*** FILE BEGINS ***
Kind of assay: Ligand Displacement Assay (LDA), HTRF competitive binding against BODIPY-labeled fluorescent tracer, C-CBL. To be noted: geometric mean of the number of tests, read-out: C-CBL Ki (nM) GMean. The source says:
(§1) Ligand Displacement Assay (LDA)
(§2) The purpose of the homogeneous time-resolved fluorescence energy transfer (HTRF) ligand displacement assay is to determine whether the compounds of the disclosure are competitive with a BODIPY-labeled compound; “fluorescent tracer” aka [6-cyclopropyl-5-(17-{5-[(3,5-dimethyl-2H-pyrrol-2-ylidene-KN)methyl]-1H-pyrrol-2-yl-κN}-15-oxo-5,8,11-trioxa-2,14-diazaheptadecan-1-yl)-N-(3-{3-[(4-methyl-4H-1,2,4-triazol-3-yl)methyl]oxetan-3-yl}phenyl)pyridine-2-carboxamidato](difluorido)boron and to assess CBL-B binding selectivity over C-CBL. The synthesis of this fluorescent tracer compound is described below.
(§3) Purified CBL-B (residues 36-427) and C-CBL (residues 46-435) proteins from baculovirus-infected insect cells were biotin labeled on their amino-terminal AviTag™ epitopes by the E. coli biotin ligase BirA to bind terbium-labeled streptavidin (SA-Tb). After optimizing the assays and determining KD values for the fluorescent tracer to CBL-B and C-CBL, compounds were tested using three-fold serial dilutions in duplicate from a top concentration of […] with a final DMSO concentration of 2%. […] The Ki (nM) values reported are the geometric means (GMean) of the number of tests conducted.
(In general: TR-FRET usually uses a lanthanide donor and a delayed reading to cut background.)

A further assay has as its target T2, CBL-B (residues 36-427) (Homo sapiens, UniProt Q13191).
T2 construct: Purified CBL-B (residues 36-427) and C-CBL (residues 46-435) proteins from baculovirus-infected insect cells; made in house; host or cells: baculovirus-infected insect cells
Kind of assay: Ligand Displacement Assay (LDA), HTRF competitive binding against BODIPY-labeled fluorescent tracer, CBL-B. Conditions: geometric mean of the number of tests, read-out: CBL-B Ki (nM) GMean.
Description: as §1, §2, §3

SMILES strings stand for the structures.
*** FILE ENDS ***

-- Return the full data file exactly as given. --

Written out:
Kind of assay: Ligand Displacement Assay (LDA), HTRF competitive binding against BODIPY-labeled fluorescent tracer, C-CBL. To be noted: geometric mean of the number of tests, read-out: C-CBL Ki (nM) GMean. The source says:
(§1) Ligand Displacement Assay (LDA)
(§2) The purpose of the homogeneous time-resolved fluorescence energy transfer (HTRF) ligand displacement assay is to determine whether the compounds of the disclosure are competitive with a BODIPY-labeled compound; “fluorescent tracer” aka [6-cyclopropyl-5-(17-{5-[(3,5-dimethyl-2H-pyrrol-2-ylidene-KN)methyl]-1H-pyrrol-2-yl-κN}-15-oxo-5,8,11-trioxa-2,14-diazaheptadecan-1-yl)-N-(3-{3-[(4-methyl-4H-1,2,4-triazol-3-yl)methyl]oxetan-3-yl}phenyl)pyridine-2-carboxamidato](difluorido)boron and to assess CBL-B binding selectivity over C-CBL. The synthesis of this fluorescent tracer compound is described below.
(§3) Purified CBL-B (residues 36-427) and C-CBL (residues 46-435) proteins from baculovirus-infected insect cells were biotin labeled on their amino-terminal AviTag™ epitopes by the E. coli biotin ligase BirA to bind terbium-labeled streptavidin (SA-Tb). After optimizing the assays and determining KD values for the fluorescent tracer to CBL-B and C-CBL, compounds were tested using three-fold serial dilutions in duplicate from a top concentration of […] with a final DMSO concentration of 2%. […] The Ki (nM) values reported are the geometric means (GMean) of the number of tests conducted.
(In general: TR-FRET usually uses a lanthanide donor and a delayed reading to cut background.)

A further assay has as its target T2, CBL-B (residues 36-427) (Homo sapiens, UniProt Q13191).
T2 construct: Purified CBL-B (residues 36-427) and C-CBL (residues 46-435) proteins from baculovirus-infected insect cells; made in house; host or cells: baculovirus-infected insect cells
Kind of assay: Ligand Displacement Assay (LDA), HTRF competitive binding against BODIPY-labeled fluorescent tracer, CBL-B. Conditions: geometric mean of the number of tests, read-out: CBL-B Ki (nM) GMean.
Description: as §1, §2, §3

SMILES strings stand for the structures.